Argument 1: Kaptchuk (2008) suggested that placebo effects (non-specific effects) include three components: a patient’s response to observation and assessment, the patient’s response to the administration of placebo treatment, and the patient’s response to the patient-practitioner interaction. Kaptchuk (2008) found that the symptoms of IBS patients in the condition with placebo treatment and supportive patient-therapist relationship ameliorated the most across all measures compared to patients with having only observation and the patients with only placebo treatment.
Thus he claimed that a supportive patient-therapist relationship is the most potent component of placebo effects. Argument 2: After three and six weeks, only in the condition with placebo treatment and supportive patient-therapist relationship, the symptom severity score of 60% patients decreased 50. Also Kaptchuk (2008) found that after six weeks, the change in life quality of patient in condition with only observation and the life quality of patient in condition with placebo treatment was similar, but the life quality change of patient with placebo treatment and supportive patient-therapist relationship was observable.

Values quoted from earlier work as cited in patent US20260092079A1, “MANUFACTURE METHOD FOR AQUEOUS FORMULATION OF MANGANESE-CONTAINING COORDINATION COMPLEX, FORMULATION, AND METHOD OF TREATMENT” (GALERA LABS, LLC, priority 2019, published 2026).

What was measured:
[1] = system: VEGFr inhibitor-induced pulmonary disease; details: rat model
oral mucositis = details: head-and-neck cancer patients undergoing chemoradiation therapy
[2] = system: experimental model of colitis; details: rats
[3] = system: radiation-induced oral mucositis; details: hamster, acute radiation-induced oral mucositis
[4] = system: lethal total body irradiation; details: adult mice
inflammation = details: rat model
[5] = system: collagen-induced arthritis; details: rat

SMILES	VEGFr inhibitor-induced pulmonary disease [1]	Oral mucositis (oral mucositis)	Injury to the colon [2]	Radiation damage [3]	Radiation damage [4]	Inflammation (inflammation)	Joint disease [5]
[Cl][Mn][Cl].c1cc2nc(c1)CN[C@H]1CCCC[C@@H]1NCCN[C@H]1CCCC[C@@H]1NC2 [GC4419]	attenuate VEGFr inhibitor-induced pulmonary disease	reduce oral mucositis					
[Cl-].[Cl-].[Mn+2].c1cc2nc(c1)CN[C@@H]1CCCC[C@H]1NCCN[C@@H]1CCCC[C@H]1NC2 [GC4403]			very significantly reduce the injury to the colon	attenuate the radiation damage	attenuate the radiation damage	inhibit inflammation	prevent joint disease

So Kaptchuk (2008) suggested that a supportive patient-therapist relationship can enhance clinical improvement. Argument 3: Kaptchuk (2008) also compared these IBS patients to the patients who received IBS drug treatment. He found that the patients with placebo treatment and supportive relationship had comparable symptom relief as those who with drug treatment. His finding was only applied to IBS patients with supportive patient-therapist relationship, thus he indicated that a supportive patient-therapist relationship could enhance the efficiency of clinical treatment.
Critique (or Strength): The result of the study done by Kaptchuk (2008) clearly demonstrated the importance of supportive patient-therapist relationship in medical treatment. However, Kaptchuk conducted the study on IBS patients, because he believed that placebo effects are most likely to be demonstrable in disorders defined by subjective symptoms.
As Kaptchuk (2008) stated in limitation that he did not know if his finding could be applied to other illnesses, I also think that if Kaptchuk conducted his study on patients with the disease that has external causes, the results will be more convincing. One of important causes of IBS is stress, a subjective etiology. Thus a supportive patient-therapist relationship may have greater influence on IBS patient than the patient with other diseases, like flu.